Worksheets have their place, especially with writing. We’re not encouraging kids to write on the walls, after all. Maybe the early, early cave teachers used the walls for their whiteboard, but pencil and paper is easier to correct and requires no clean up. Writing takes practice, and lots of it. Again, each child will advance at their own pace. Writing worksheets can be incorporated with phonics to teach letters and short words. Tracing helps the brain tie those two elements together.
I wish I could say my children all have exceptional handwriting, but they don’t. I tried teaching them neat penmanship, but alas, they only mastered basic legibility.
Basic math starts with counting, adding and subtracting, but you don’t need an expensive set of manipulatives. Start with M&Ms, coins, marshmallows – anything to show them how to group and regroup. A board game, like TroubleTM or Candyland TM will trigger some competition because doesn’t everyone like to win?
As your child advances in each of the basic subjects, start sneaking in a little science here and a little grammar there. Spelling and vocabulary go hand-in-hand with reading, after all.
Advance at your child’s pace
Humans never stop learning. There isn’t a prize or ribbon for the first one across some imaginary finish line. Take your time mastering the skills required to learn, and the knowledge and advancements will come naturally.
One skill that is important to learning but has been misapplied in many learning environments is memorization. Does anyone really need to know when the Peloponnesian Wars occurred or who was involved? Probably not. And if it ever comes up in a game of trivia, the Internet is at the tip of your fingers – literally.
But it is important to know how to memorize. It doesn’t come naturally to everyone. You can build your child’s brain muscle by memorizing fun facts, poems, Bible verses, multiplication tables, addition and subtraction tables, planet names, states and capitals…the list is endless. Anything they need to quickly recall or anything that they find fun to learn is fair game. If you haven’t been regaled with an in-depth lecture on the difference between a T-rex and a velociraptor, are you even a boy mom?
You can set many of these facts to songs, as long as you realize that the child (and probably you) will forever have to sing the song half-way through to get to the fact you want – I’m looking at you, ABC song.
Mnemonics also work especially well. A mnemonic is a handy shortcut to remember something that may be a bit more complicated, such as the order of mathematical operations. I learned it as Please Excuse My Dear Aunt Sally. What does Sally have to do with math, you ask? Well, when facing a particularly complicated problem with mixed orders, you do the parentheses (please) first, then the exponents (excuse), multiplication (my), division (dear), addition (aunt), and finally subtraction (Sally). Not that I run around solving algebra problems every day, but I still remember what order in which to do it if it pops up – say in my daughter’s algebra.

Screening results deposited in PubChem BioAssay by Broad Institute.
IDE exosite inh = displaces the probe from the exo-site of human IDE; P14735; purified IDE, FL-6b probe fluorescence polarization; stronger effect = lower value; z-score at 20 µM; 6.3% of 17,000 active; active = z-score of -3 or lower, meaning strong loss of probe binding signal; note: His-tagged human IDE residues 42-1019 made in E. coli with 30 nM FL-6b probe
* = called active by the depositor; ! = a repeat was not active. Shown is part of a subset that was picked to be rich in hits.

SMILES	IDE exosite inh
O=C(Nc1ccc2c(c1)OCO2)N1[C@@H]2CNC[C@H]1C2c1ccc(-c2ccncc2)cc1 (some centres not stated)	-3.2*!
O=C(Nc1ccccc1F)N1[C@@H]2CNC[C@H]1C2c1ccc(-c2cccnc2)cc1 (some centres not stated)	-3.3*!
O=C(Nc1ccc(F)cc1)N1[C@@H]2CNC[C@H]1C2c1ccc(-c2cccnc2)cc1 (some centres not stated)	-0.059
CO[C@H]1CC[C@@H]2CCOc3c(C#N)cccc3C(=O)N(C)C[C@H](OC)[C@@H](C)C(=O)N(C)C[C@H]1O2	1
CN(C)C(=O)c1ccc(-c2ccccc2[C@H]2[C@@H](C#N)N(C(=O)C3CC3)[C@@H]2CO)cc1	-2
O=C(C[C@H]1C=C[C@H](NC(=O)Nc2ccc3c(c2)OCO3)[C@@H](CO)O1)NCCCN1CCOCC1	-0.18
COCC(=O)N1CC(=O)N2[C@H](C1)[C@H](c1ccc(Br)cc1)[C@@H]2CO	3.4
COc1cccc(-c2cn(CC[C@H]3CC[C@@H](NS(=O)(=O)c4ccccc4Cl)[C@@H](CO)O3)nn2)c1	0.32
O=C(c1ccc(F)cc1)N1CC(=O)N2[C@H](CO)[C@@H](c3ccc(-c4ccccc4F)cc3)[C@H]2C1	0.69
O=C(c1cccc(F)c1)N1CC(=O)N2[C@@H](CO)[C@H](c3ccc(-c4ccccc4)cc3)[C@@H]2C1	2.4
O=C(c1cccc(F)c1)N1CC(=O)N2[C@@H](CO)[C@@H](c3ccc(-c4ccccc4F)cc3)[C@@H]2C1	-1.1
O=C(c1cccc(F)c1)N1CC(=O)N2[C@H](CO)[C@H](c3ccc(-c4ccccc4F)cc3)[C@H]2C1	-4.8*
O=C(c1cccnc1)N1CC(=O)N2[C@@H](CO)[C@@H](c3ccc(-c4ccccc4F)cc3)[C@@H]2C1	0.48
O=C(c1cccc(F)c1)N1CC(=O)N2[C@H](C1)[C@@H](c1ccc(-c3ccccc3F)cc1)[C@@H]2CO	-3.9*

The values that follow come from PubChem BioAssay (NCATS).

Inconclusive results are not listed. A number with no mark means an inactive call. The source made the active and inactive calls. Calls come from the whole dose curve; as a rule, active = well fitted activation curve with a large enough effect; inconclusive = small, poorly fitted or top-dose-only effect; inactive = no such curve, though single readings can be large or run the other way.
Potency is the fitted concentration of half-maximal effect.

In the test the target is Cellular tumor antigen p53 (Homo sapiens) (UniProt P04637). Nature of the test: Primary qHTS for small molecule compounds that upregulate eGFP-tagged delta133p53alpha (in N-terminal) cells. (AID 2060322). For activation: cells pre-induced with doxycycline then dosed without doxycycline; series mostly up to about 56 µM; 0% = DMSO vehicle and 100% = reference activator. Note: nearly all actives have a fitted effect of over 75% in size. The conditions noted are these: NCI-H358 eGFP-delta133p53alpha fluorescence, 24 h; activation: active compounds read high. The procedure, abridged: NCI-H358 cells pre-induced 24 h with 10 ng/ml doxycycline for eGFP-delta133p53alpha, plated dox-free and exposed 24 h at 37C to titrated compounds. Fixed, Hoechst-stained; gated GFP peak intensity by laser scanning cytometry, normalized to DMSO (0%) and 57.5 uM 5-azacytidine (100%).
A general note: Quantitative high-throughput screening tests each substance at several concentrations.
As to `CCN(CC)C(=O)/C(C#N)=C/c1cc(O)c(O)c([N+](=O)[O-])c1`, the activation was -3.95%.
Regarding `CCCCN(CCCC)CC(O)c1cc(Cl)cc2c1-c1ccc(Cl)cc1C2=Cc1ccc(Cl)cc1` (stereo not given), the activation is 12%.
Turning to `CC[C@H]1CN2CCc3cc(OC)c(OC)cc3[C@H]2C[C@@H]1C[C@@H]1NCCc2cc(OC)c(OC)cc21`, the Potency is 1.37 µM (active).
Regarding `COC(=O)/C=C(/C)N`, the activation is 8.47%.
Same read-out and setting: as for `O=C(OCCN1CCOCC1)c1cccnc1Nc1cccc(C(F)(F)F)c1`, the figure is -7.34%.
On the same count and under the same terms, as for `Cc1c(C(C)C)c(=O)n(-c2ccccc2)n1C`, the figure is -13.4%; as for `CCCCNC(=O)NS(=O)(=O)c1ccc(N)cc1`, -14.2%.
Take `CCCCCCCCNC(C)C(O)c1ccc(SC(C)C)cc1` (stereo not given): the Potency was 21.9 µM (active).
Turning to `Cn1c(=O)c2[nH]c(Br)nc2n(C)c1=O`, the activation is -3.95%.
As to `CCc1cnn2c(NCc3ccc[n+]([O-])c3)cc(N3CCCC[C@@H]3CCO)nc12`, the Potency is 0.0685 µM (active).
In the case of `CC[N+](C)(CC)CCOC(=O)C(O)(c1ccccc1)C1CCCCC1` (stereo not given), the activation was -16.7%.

SET OUT A SCHEDULE
Mornings vs. Afternoons
I’m a big believer in schedules. Every day does not have to be the same, but you will most likely check off more of your to-do list if you schedule the day.
To start with, what do you want to accomplish in the morning? You might want to tackle school subjects first while everyone is fresh. Or you may need to finish chores early and start school later in the day. There’s no one schedule fits all, so plan your day as best suits you.
Likewise, every day does not have to be the same. I sometimes wish I had more continuity to my days, but between co-op, music lessons, and part-time jobs, we already juggle a lot. You may find us starting math at lunchtime and editing a paper after dinner. We squeeze it in around a busy life.
We have also found it more efficient to deep dive into a few subjects at a time on different days. If we’re in the middle of learning a new math concept, I don’t want to break it off just as they get it. So, we’ll do several pages at once, rather than almost starting over every day.
Just like everything else in your homeschool, tweak the schedule to work for you and your children. It won’t look like Debbie Do-It-Like-Me or Nancy Nosy-body – because you are building a unique homeschool that fits you and your family. And nothing beats that.
All that’s left after you’ve made the commitment to homeschool, picked out a few curriculums, and planned a loose schedule is to dive in. Whether you are jumping in headfirst or tiptoeing in, you have to get started. Nothing is set in stone. You can adjust once you’re underway. It’s both terrifying and exhilarating to start something new, and believe me, every year is new.
So, let’s get started! My next post will guide you through assessing your child’s learning style, strengths and weaknesses, and brainstorming how to meet her educational needs. Add your name to my email list so you don’t miss any posts as I guide you through starting your next homeschool year!